however, so app promo is indeed important. It also allows application teams to
highlight specifics that may run counter to the “big messages”.
An example is an application which can be built without KDE Frameworks or is
trying to promote usage on Windows. Having this in the “big release” events
would send mixed messages: “Look how great KDE Frameworks is! Oh, but this app
is awesome because it can be built without them!”; “Plasma Desktop is amazing!
Now here are screenshots showing our apps running everywhere *but* Plasma
It would be very nice to see an “apps work everywhere” theme (e.g. outside of
Plasma Desktop) that runs independent of the big release announcements. this
would get all our messages across without them sounding like they conflict.
e.g. in June a Big KDE Release happens and we focus on how amazing everything
is in terms of how they work together. All screenshots would be taken using a
Plasma workspace, etc. One month later (e.g.) we do another combined Big
Announce (but not a release!) highlighting the applications running in
Windows, Mac, XFCE, GNOME Shell, Unity, etc. This might give the Windows team
some time to catch up as well and do additional testing / preparation post-
release (as one example).
IOW, promo need not be coupled so strongly to releases. It probably makes a
lot of sense to continue to do Big Announcements 1-2 times a year that are
coordinated with the biggest release schedules, so as to support those
releases, but those Big Announcements could also take in the recent releases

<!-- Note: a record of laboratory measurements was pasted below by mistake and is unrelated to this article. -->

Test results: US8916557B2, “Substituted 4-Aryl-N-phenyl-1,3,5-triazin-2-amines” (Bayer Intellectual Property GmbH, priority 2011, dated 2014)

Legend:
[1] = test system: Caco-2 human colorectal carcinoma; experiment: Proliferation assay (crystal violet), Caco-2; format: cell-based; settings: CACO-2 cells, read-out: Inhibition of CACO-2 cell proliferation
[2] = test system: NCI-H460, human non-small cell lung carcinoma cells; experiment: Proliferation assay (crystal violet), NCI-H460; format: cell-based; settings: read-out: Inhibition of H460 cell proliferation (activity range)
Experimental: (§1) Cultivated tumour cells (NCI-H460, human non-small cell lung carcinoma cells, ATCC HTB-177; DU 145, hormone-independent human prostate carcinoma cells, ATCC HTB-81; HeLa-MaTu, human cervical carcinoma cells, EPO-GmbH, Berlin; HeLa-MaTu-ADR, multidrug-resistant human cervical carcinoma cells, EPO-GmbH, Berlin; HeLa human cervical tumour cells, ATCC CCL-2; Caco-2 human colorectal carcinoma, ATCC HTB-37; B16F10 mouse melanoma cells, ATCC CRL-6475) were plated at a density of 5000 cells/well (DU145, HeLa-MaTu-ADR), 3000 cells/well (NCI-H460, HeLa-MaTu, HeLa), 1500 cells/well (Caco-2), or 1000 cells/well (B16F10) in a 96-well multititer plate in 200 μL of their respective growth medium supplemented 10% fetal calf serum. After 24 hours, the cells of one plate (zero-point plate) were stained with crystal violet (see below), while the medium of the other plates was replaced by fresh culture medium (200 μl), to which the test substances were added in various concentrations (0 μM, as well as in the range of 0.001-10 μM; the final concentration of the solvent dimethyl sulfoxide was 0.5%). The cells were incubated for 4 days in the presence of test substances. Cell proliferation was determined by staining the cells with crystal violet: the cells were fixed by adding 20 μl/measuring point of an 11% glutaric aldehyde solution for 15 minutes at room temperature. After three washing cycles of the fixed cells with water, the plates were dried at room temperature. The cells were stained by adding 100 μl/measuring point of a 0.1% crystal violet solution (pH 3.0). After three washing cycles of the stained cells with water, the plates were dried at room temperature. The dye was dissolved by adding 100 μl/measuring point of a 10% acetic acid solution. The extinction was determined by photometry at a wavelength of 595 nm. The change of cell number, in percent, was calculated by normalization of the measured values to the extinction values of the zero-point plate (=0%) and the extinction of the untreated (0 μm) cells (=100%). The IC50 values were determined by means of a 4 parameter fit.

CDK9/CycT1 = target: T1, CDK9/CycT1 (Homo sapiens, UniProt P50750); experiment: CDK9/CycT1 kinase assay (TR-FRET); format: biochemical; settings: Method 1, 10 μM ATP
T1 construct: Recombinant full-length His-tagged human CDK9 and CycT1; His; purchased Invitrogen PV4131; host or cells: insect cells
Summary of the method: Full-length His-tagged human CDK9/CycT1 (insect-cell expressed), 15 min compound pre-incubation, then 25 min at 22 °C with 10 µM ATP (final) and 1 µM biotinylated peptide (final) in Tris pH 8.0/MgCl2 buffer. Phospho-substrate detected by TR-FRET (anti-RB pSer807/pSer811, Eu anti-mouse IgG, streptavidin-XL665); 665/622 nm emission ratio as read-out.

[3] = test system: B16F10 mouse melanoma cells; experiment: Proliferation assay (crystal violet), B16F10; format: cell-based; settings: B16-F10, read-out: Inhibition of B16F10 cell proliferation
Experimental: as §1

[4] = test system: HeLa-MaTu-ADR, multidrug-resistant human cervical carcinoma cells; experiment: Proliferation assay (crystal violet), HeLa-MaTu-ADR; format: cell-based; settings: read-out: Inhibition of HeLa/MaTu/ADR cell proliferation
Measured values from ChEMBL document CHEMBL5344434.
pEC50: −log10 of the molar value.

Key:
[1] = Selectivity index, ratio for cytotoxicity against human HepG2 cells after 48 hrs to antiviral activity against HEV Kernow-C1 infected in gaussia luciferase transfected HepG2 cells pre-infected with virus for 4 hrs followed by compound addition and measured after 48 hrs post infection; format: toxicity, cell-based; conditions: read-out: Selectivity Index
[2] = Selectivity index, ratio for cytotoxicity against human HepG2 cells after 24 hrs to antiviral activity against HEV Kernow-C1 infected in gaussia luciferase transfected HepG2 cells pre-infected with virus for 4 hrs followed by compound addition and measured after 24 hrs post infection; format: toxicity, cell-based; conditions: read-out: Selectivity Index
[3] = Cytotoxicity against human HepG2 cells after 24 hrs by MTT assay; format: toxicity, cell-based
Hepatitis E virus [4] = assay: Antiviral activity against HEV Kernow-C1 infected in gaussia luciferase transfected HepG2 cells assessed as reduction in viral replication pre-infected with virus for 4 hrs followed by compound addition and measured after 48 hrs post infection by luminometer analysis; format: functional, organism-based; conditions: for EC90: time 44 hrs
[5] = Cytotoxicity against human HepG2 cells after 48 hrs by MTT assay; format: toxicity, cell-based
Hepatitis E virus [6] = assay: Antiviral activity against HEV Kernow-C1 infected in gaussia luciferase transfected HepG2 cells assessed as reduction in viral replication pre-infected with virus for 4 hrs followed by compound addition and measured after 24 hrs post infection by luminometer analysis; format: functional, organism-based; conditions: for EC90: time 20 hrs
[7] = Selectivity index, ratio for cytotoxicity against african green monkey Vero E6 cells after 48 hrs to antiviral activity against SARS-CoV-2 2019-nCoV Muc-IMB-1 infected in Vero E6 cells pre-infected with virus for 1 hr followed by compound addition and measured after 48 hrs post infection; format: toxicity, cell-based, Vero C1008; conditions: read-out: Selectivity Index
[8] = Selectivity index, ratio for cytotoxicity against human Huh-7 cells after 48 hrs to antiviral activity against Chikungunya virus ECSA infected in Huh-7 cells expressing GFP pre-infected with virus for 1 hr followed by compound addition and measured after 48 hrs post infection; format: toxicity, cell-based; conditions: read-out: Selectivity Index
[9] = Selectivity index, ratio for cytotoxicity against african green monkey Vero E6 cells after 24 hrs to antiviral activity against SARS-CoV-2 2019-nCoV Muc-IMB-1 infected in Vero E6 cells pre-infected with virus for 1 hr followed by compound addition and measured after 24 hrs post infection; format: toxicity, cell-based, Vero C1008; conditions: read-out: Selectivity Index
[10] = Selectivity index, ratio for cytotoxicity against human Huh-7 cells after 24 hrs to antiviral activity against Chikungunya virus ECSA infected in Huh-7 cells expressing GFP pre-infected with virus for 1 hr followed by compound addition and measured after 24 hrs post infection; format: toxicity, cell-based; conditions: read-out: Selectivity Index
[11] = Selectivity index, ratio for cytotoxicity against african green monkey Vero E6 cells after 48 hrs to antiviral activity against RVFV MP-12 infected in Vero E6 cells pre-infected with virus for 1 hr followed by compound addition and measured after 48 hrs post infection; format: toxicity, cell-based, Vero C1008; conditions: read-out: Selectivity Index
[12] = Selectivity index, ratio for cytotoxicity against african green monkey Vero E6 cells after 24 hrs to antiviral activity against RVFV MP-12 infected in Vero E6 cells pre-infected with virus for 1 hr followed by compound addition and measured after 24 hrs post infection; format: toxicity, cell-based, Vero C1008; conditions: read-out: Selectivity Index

of other applications/libraries that weren’t part of the Big Release *and* the
promo could be planned in “echos” with the BIG Announcement followed by
thematic announcements (e.g. “Windows: check it!” or “Android apps!”) every N
With the increasing complexity of our offerings (Frameworks, Workspaces,
complex and important app suites like Kontact and Calligra) it may even make
sense to turn our big Release Announcement Day into an announcement *week*
where we stage a set of announcements sth like:
* Day 1: Dev tools (Frameworks, SDK, ..)
* Day 2: Workspaces and Essential Apps
* Days 3-5: Application Suites
In a way this is similar to how we do SC releases now: one big release every 6
months and a maintenance release every month.
> What then takes the place of the Software Collection? I'd propose a
> new collection of apps called KDE Essential Applications. This would
We really already have the beginning of this in the form of bits of
executables in kde-runtime, kdebase-apps and things in kde-workspace. So as
you said later in your email, this is perhaps not so radical a concept.
> It should also help with emphasising the
> separation between installing a single KDE app and having to use the
> entire Workspace and ecosystem. It may even attract more apps to be
> KDE hosted if they see it doesn't carry the old baggage of being part
> of the KDE Desktop Experience.
> new lifecycle metadata attribute that looks something like
> Experimental -> Incubator -> Stable -> Deprecated -> Unmaintained,
Not all applications pass through ‘deprecated’, and not all ‘deprecated’ apps
are without use, unstable or unmaintained. It sounds more like two different
lines to me:
Experimental (alpha) -> Incubation (beta) -> Stable (releases)
(this is a progression)
Active feature devel / maintenance only / unmaintained
(this is a state which an app may change from any one to any other over time)
“Deprecated” still doesn’t quite fit as it could be combined with any of the
above, so perhaps it is its own property, and it could probably even be
communicated implicitly by which module it appears in. Also, ‘legacy’ may
sound better and be a little more accurate than ‘deprecated’: KsCD and KPPP
have valid use cases with people engaging in those use cases .. but they are
not modern use cases and no longer exist as part of the typical usage. They
are use cases from yesteryear, or, legacy.
> with only Stable apps eligible to be included in the regular
> Applications release cycle.
What would be nice is if *all* stable apps were part of these epic releases.
Aaron J. Seigo